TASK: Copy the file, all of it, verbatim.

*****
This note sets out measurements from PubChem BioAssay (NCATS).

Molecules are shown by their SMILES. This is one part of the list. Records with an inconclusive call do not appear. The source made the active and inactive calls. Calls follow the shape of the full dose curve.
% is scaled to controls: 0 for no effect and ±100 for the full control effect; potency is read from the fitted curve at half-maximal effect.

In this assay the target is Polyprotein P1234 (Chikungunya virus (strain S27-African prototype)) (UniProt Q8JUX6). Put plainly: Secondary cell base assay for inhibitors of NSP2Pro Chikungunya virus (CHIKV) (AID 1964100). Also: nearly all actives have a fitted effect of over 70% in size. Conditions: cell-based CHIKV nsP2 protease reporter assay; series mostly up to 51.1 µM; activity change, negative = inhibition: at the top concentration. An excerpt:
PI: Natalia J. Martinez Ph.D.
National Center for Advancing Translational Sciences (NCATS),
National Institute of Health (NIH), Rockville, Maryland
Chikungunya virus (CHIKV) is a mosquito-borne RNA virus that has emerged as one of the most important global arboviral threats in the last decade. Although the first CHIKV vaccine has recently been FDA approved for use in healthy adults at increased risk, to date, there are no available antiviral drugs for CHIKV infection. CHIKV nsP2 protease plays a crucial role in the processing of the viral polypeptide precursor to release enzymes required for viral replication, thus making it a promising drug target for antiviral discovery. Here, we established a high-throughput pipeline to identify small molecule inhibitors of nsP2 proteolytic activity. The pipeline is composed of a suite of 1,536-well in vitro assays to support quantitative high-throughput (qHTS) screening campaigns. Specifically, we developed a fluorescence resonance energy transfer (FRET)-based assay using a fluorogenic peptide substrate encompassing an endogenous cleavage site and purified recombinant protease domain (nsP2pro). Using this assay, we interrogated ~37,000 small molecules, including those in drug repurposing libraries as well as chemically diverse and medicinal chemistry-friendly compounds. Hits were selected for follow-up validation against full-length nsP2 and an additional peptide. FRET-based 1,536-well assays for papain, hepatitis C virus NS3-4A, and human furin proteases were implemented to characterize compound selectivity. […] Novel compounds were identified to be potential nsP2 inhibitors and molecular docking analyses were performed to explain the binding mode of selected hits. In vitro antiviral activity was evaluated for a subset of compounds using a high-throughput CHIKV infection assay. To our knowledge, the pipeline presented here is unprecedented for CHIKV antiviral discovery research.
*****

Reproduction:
This note sets out measurements from PubChem BioAssay (NCATS).

Molecules are shown by their SMILES. This is one part of the list. Records with an inconclusive call do not appear. The source made the active and inactive calls. Calls follow the shape of the full dose curve.
% is scaled to controls: 0 for no effect and ±100 for the full control effect; potency is read from the fitted curve at half-maximal effect.

In this assay the target is Polyprotein P1234 (Chikungunya virus (strain S27-African prototype)) (UniProt Q8JUX6). Put plainly: Secondary cell base assay for inhibitors of NSP2Pro Chikungunya virus (CHIKV) (AID 1964100). Also: nearly all actives have a fitted effect of over 70% in size. Conditions: cell-based CHIKV nsP2 protease reporter assay; series mostly up to 51.1 µM; activity change, negative = inhibition: at the top concentration. An excerpt:
PI: Natalia J. Martinez Ph.D.
National Center for Advancing Translational Sciences (NCATS),
National Institute of Health (NIH), Rockville, Maryland
Chikungunya virus (CHIKV) is a mosquito-borne RNA virus that has emerged as one of the most important global arboviral threats in the last decade. Although the first CHIKV vaccine has recently been FDA approved for use in healthy adults at increased risk, to date, there are no available antiviral drugs for CHIKV infection. CHIKV nsP2 protease plays a crucial role in the processing of the viral polypeptide precursor to release enzymes required for viral replication, thus making it a promising drug target for antiviral discovery. Here, we established a high-throughput pipeline to identify small molecule inhibitors of nsP2 proteolytic activity. The pipeline is composed of a suite of 1,536-well in vitro assays to support quantitative high-throughput (qHTS) screening campaigns. Specifically, we developed a fluorescence resonance energy transfer (FRET)-based assay using a fluorogenic peptide substrate encompassing an endogenous cleavage site and purified recombinant protease domain (nsP2pro). Using this assay, we interrogated ~37,000 small molecules, including those in drug repurposing libraries as well as chemically diverse and medicinal chemistry-friendly compounds. Hits were selected for follow-up validation against full-length nsP2 and an additional peptide. FRET-based 1,536-well assays for papain, hepatitis C virus NS3-4A, and human furin proteases were implemented to characterize compound selectivity. […] Novel compounds were identified to be potential nsP2 inhibitors and molecular docking analyses were performed to explain the binding mode of selected hits. In vitro antiviral activity was evaluated for a subset of compounds using a high-throughput CHIKV infection assay. To our knowledge, the pipeline presented here is unprecedented for CHIKV antiviral discovery research.